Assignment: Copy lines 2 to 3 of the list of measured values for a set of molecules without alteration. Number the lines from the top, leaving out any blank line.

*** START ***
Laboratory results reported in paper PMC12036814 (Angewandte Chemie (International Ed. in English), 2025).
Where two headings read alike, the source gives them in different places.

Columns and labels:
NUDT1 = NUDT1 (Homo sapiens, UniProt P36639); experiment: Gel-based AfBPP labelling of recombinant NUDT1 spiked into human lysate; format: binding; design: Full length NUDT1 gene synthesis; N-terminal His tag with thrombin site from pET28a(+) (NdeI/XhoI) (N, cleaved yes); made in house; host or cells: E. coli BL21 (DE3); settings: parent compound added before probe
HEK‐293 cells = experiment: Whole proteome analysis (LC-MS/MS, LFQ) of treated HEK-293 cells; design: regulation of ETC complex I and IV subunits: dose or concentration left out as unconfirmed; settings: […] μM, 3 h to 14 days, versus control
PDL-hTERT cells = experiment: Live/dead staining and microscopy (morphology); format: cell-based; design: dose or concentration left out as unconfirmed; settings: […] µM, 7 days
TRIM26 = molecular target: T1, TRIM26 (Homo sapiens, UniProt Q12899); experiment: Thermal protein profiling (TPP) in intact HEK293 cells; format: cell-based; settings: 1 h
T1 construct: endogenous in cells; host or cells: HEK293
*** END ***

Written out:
Where two headings read alike, the source gives them in different places.

Columns and labels: